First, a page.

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then asked the doctor, . Why did Pope say this?' JOHNSON. Sir, he hoped it would vex somebody.""

Dr. Goldsmith, upon occasion of Mrs. Lennox's bringing out a play', said to Dr. Johnson at the club, that a person had advised him to go and hiss it, because she had attacked Shakespeare in her book called Shakespeare Illustrated. JOHNSON. “And did not you tell him that he

a rascal ?' GOLDSMITH. • No, sir, I did not. Perhaps he might not mean what he said.' Johnson. • Nay, sir, if he lied, it is a different thing.' Colman slily said, (but it is believed Dr. Johnson did not hear him,).

was

Probably The Sisters, a comedy performed one night only, at Covent-garden, in 1769. Dr. Goldsmith wrote an excellent epilogue to it.—Mrs. Lennox, whose maiden name was Ramsay, died in London in distressed circumstances, in her eighty-fourth year, January 4, 1804.—Malone.

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• Then the proper expression should have been,-Sir, if you don't lie, you're a rascal.'”

“His affection for Topham Beauclerk was so great, that when Beauclerk was labouring under that severe illness which at last occasioned his death, Johnson said, (with a voice faltering with emotion,) Sir, I would walk to the extent of the diameter of the earth to save Beauclerk.''

“One night at the club he produced a translation of an epitaph which lord Elibank had written in English, for his lady, and requested of Johnson to turn it into Latin for him. Having read · Domina de North et Gray,' he said to Dyer , · You see, sir, what barbarisms we are compelled to make use of, when modern titles are to be specifically mentioned in Latin inscriptions. When he had read it once aloud, and there had been a general approbation expressed by the company, he addressed himself to Mr. Dyer in particular, and said, “Sir, I beg to bave your judgement, for I know your nicety.' Dyer then very properly desired to read it over again ; which having done, he pointed out an incongruity in one of the sentences. Johnson immediately assented to the observation, and said, “Sir, this is owing to an alteration of a part of the sentence, from the form in which I had first written it; and I believe, sir, you may have remarked, that the making a partial change, without a due regard to the general structure of the sentence, is a very frequent cause of errour in composition."

“ Johnson was well acquainted with Mr. Dossie, author of a treatise on agriculture; and said of him, . Sir, of the objects which the Society of Arts have chiefly in view, the chymical effects of bodies operating upon other bodies, he knows more than almost any man. Johnson, in order to give Mr. Dossie his vote to be a member of this society, paid up an arrear which had run on for two years. On this occasion he mentioned a circumstance as characteristick of the Scotch. One of that nation,' said he,' who

a

8 See vol, ii. p. 13.

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had been a candidate against whom I had voted, came up to me with a civil salutation. Now, sir, this is their way. An Englishman would have stomached it, and been sulky, and never have taken farther notice of you; but a Scotchman, sir, though you vote nineteen times against him, will accost you with equal complaisance after each time, and the twentieth time, sir, he will get your vote.””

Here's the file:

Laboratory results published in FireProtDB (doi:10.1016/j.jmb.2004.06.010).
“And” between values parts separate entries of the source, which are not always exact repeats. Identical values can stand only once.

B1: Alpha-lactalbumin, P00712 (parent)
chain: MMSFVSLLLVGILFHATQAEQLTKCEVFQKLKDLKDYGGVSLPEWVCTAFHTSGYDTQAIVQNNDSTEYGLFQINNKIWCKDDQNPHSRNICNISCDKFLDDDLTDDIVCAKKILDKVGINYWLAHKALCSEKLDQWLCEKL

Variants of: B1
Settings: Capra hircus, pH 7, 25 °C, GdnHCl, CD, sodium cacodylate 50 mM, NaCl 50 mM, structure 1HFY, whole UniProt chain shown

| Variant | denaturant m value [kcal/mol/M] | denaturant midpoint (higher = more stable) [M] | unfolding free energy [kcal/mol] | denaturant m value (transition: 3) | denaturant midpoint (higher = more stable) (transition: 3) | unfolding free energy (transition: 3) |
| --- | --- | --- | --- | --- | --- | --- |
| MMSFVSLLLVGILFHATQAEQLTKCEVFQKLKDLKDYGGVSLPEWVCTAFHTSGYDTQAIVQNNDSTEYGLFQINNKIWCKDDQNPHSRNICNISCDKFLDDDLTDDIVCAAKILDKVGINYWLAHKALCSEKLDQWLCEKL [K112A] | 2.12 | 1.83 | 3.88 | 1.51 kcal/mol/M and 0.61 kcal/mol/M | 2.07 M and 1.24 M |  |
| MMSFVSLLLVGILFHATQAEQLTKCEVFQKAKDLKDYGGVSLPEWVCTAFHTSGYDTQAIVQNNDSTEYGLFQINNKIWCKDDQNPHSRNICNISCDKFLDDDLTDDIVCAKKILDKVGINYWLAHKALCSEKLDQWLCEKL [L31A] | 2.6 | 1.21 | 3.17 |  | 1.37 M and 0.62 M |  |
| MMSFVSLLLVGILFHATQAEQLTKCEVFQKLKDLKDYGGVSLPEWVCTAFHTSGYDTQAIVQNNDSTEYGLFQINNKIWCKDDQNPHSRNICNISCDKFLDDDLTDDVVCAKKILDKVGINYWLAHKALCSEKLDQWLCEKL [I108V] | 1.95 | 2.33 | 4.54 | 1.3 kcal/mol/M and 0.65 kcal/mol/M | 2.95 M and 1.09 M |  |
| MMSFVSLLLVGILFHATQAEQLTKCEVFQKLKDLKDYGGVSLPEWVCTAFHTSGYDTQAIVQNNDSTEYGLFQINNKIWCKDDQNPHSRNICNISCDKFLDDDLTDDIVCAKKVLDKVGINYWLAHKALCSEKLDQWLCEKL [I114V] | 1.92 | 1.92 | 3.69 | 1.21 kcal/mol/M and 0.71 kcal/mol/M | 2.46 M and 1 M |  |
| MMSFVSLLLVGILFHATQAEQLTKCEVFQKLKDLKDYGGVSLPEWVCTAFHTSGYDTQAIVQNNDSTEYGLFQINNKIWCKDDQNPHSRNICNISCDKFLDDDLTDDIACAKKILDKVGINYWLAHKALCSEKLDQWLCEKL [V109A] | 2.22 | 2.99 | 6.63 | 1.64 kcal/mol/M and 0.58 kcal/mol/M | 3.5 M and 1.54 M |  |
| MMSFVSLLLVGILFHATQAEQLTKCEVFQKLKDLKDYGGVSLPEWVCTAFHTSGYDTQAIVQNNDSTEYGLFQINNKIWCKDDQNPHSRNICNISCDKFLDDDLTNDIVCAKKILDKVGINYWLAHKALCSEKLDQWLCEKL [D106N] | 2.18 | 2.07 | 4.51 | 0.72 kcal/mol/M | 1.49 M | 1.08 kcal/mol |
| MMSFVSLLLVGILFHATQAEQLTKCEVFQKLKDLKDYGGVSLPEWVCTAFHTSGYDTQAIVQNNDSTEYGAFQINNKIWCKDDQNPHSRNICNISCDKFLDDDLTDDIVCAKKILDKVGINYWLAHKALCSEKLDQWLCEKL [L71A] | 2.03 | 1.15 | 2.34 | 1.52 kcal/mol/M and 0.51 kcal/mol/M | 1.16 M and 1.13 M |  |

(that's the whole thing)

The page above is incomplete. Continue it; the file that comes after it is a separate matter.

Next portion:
Talking on the subject of toleration one day when some friends were with him in his study, he made his usual remark, that the state has a right to regulate the religion of the people, who are the children of the state. A clergyman having readily acquiesced in this, Johnson, who loved discussion, observed, · But, sir, you must go round to other states than our own. You do not know what a Bramin has to say for himselfh. In short, sir, I have got no further than this: every man has a right to utter what he thinks truth, and every other man has a right to knock him down for it. Martyrdom is the test.””

" A man, he observed, should begin to write soon ; for if he waits till his judgement is matured, his inability, through want of practice, to express his conceptions, will make the disproportion so great between what he sees and what he can attain, that he will probably be discouraged from writing at all. As a proof of the justness of this remark, we may instance what is related of the great lord Granville'; that after he had written his letter giving an account of the battle of Dettingen, he said, 'Here is a letter expressed in terms not good enough for a tallowchandler to have used."

“ Talking of a court-martial that was sitting upon a very momentous publick occasion, he expressed much doubt of an enlightened decision; and said, that perhaps there was not a member of it who, in the whole course of his

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Here lord Macartney remarks, " A Bramin, or any cast of the Hindoos, will neither admit you to be of their religion, nor be converted to yours :-a thing which struck the Portuguese with the greatest astonishment when they first discovered the East Indies.”_Boswell.

i John, the first earl Granville, who died Jan. 2, 1763.--MALONE.